This month's #SWDchallenge comes from guest author Andy Cotgreave. Andy is an Evangelist at Tableau and the co-author of The Big Book of Dashboards. He shares his thoughts on data regularly as a contributor to Information Age, and on his long-running Gravy Anecdote blog. We are fortunate to have him take the time to build this challenge for us this month. You can connect with Andy on LinkedIn or Twitter, or follow his Instagram feed.
Hi everyone, I’m Andy Cotgreave, and I’m delighted to be hosting the #SWDChallenge this month.
Most of us are lucky to have large screens or multiple monitors to design on. The temptation to pack loads of information into a display is difficult to resist. But resist we must: mobile is mandatory. As such, your challenge this month is: find a chart or dashboard you originally designed to be consumed on a monitor, and redesign it for mobile.
In tackling this challenge, think about what your original version was intended to do, and then consider the mobile equivalent of that. Designing for mobile means simplifying. You have to consider the form factor and the minimal screen real estate.
Should you allow scrolling? If so, should that be left/right or up/down?
Should you stick to a single screen?
What if this were going on Instagram? Then you’ve got only a tiny square to be creative with. Can you convey the core message of your dashboard or chart in one limited space?
Here’s a look at a dashboard I remade for this challenge. This year, I’ve got a goal to walk or run 1,000 miles (that’s 1609km). I’m tracking my activities using Strava, and visualising the results in Tableau. Below is my monitor-sized dashboard. As you can see, I’m at 900km so far, and I’m on target! Phew.
In thinking about this challenge, I created three different types of mobile displays.
#1: A scrolling, mobile dashboard
The one I use the most is my mobile-designed tracker.
Straight away you can see the main change: I’ve gone from a landscape view to a phone-width, scrolling view. Some people might argue all dashboards should fit on one screen. I disagree. In this example, I’ve deliberately created the sense of two views: the current year’s data is visible first, and the historical data is found by scrolling. It’s a bit like having two pages, but accessible with just a thumb swipe.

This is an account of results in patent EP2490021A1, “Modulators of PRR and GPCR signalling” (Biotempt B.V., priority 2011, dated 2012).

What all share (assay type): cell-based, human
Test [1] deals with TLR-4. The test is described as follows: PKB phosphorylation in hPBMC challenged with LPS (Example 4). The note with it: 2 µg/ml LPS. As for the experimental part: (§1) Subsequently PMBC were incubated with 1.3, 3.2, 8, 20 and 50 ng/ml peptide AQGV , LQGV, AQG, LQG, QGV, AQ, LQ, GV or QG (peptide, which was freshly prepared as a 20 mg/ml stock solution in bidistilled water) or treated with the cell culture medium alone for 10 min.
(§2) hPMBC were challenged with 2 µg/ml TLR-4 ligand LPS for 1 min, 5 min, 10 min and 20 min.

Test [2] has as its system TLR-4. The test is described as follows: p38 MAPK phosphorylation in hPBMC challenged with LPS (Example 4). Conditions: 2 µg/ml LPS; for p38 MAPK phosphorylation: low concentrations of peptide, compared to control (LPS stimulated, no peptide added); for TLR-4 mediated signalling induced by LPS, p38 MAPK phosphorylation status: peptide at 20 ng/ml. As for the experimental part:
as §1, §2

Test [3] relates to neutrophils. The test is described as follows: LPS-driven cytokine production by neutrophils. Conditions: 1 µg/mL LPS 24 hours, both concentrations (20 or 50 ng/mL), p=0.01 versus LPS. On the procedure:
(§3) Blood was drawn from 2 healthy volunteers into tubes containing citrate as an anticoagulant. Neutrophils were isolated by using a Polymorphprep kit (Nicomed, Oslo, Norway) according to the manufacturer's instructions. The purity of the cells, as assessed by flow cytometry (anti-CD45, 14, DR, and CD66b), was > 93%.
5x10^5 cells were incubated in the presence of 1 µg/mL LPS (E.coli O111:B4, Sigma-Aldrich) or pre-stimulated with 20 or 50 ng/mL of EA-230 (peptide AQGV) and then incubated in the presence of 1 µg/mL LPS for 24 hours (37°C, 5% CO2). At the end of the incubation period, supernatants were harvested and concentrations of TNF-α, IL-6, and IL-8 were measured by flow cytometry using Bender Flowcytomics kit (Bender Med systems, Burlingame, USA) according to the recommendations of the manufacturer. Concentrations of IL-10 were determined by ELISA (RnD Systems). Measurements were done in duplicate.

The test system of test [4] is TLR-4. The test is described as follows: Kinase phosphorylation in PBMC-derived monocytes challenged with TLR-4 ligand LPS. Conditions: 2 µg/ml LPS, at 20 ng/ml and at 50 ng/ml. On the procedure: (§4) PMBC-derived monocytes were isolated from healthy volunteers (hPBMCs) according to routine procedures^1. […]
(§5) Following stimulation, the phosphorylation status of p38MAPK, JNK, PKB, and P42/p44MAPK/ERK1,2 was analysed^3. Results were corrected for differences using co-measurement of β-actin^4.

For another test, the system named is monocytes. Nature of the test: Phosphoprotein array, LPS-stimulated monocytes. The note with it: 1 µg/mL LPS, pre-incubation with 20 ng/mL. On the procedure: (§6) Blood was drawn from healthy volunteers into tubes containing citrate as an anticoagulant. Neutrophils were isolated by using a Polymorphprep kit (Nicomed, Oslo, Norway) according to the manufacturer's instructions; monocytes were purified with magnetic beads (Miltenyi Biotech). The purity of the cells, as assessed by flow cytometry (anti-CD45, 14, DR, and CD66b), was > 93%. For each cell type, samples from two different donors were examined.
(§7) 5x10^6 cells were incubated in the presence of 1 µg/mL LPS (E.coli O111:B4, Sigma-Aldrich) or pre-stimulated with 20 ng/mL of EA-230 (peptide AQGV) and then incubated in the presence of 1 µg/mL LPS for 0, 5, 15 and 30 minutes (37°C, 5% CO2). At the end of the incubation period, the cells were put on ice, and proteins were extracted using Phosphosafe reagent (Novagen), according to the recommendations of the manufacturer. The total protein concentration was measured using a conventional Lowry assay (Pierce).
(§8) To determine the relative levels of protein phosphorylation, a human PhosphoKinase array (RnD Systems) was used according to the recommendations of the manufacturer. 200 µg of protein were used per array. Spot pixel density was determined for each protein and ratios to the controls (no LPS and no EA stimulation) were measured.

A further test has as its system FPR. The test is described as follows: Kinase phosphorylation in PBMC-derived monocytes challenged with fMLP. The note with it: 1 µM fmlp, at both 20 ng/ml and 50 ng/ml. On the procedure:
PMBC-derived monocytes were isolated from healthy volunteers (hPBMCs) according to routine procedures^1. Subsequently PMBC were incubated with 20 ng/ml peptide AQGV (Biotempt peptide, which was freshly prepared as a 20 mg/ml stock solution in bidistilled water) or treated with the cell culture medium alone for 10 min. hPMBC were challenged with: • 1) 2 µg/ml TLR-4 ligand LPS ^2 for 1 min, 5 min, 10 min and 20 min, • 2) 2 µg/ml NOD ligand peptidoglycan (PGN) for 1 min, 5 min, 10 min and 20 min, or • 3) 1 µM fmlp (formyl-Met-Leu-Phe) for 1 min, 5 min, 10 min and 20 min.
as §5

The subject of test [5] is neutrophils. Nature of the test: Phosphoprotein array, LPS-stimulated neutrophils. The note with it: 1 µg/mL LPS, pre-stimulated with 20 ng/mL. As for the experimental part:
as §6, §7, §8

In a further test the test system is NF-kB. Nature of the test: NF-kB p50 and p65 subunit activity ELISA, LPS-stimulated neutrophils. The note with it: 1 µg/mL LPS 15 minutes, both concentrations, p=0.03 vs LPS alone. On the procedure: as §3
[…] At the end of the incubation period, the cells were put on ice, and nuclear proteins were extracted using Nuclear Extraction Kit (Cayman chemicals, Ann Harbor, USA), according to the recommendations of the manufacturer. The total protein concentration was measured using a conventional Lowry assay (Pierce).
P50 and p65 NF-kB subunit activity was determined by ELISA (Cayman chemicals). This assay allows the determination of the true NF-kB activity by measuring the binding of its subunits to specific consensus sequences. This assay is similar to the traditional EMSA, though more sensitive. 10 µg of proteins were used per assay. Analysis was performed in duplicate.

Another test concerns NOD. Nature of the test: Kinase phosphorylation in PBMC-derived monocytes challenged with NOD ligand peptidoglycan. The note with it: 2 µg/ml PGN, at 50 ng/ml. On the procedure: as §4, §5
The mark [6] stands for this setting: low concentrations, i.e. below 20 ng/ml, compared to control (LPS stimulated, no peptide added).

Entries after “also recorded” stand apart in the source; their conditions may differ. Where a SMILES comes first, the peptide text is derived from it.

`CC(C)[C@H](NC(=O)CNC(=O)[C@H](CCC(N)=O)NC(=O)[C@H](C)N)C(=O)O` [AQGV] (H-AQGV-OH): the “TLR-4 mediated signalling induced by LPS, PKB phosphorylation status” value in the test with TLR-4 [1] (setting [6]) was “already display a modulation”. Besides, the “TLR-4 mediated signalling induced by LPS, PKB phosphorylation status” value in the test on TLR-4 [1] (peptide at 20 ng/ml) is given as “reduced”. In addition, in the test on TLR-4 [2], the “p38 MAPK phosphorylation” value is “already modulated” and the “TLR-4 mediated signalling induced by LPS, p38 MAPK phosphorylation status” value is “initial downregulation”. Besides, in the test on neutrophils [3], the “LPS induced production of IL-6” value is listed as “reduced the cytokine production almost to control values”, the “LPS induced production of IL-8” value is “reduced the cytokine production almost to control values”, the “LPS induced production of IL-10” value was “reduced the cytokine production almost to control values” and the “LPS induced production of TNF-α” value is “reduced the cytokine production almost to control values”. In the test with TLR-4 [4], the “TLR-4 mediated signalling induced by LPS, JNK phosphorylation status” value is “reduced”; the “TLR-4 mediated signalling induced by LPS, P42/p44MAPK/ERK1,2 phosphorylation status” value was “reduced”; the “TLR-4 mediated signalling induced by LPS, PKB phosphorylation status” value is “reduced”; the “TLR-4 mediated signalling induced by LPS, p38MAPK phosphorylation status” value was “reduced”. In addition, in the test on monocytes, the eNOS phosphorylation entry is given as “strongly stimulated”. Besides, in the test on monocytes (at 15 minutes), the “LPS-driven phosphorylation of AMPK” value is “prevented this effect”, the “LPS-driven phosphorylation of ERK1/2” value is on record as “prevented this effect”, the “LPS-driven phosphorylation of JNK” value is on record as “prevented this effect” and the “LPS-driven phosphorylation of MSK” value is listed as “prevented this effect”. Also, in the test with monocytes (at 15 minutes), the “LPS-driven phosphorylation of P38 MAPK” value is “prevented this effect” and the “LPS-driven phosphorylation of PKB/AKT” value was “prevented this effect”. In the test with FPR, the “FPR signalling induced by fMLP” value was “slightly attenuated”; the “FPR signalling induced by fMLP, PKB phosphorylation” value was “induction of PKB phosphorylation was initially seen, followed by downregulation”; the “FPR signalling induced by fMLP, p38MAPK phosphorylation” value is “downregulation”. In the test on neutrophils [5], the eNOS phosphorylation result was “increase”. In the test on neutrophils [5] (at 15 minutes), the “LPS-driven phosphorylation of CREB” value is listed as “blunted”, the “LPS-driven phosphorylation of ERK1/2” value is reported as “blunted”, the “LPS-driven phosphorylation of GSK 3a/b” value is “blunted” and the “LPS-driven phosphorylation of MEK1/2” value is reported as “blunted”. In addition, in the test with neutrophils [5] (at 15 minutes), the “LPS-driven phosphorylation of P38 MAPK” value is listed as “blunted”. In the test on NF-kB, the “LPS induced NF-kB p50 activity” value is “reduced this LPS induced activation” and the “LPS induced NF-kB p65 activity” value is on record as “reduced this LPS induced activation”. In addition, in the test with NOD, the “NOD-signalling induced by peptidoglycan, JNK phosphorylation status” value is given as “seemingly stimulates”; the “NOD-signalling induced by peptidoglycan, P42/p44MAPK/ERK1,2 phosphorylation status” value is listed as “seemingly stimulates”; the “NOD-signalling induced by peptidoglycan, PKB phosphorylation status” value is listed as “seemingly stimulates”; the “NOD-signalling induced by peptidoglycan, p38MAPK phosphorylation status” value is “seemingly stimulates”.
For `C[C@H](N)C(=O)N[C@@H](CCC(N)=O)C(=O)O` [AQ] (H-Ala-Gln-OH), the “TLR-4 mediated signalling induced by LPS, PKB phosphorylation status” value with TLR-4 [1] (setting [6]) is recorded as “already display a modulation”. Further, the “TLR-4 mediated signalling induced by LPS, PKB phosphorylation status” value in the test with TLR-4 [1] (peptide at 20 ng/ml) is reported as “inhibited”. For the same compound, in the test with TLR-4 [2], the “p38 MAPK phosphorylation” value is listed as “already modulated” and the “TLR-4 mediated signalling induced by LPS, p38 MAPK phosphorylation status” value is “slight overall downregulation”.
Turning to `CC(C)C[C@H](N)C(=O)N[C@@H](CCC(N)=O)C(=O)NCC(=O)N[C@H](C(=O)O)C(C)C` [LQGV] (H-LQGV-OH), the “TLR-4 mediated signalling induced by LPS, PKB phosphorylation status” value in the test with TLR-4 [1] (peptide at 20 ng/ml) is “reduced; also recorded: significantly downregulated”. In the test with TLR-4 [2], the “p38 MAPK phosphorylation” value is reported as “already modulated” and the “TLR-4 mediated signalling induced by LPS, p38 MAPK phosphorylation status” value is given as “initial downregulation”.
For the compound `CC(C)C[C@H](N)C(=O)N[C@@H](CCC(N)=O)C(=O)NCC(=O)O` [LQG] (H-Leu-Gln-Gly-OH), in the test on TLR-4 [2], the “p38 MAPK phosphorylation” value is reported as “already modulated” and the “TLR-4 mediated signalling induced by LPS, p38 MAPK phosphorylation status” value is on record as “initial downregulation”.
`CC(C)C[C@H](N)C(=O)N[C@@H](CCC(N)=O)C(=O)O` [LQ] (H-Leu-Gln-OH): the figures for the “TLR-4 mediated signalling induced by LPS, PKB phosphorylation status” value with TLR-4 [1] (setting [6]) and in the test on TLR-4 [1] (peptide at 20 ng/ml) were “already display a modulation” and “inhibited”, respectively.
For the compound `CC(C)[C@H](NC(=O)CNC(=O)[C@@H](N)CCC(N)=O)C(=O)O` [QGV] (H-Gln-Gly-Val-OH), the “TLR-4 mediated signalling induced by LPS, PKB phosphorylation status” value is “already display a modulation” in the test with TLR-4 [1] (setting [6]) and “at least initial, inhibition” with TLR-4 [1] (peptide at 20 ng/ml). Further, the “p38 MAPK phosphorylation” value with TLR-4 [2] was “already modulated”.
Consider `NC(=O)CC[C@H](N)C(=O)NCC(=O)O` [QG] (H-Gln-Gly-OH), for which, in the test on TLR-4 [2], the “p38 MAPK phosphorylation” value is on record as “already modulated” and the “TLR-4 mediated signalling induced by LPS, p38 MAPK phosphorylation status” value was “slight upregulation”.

#2: A multi-image Instagram post (pseudo-scrolling)
In my mind, as soon as I think “mobile,” I quite often think “social” soon after. So that leads to an obvious question: how would I share something like this on social—on Instagram, for example?
My first thought was to create a left-right scrolling experience, to create a sense of story. I created four square snapshots and posted them on Instagram as four photos in the same post (using a technique I first saw used by RJ Andrews).
You can take a look at the Instagram post here.
I’m not sure how much I like this. I think it works, but if my mobile platform is Instagram, is this the best way to show it? I can’t say for sure. In developing mobile solutions for traditionally desktop-based experiences, I’m on as much of a discovery path as you all are.
#3: A single-image Instagram post
Finally, I considered what if you take “mobile” to the ultimate end: a single Instagram page…just one square?
For this version, I would have to focus on creating the Minimum Viable Viz. How much information could I take out while still maintaining the overall message, along with adding some visual impact for good measure?
To pare things to a minimum, I reduced my dashboard to a single image. I simplified the title and enlarged the labelling. I did choose to maintain the commentary sentence at the bottom. This way, my mobile version is a punchy image (at least, I hope it is!) and continues to have details on demand.
For those who are interested, I’ve written much more detail on the transition from desktop to scrolling mobile dashboard on my own blog.
Those are my three redesigns. Now, it’s your turn. Good luck with the challenge, and I look forward to seeing what you all come up with!
Select any chart or dashboard you have previously created to be viewed on a monitor, and redesign it to be optimized for mobile.
DEADLINE: Friday, August 9th by midnight PST
SUBMISSION INSTRUCTIONS: Upload your visual and related commentary via at storytellingwithdata.com/SWDchallengeSUBMIT. (DO NOT EMAIL: we are no longer monitoring the old alias!) Feel free to also share on social media at any point using #SWDchallenge. For inclusion in the summary recap post, submissions must be officially submitted to us (still a time-intensive process and we aren’t able to scrape Twitter and other social media sites).
Stay tuned for the recap post in the second half of the month, where we’ll share back with you all of the visuals created and shared as part of this challenge. Also check out the #SWDchallenge page for past challenge details and recaps. We’re excited to see what you come up with this month!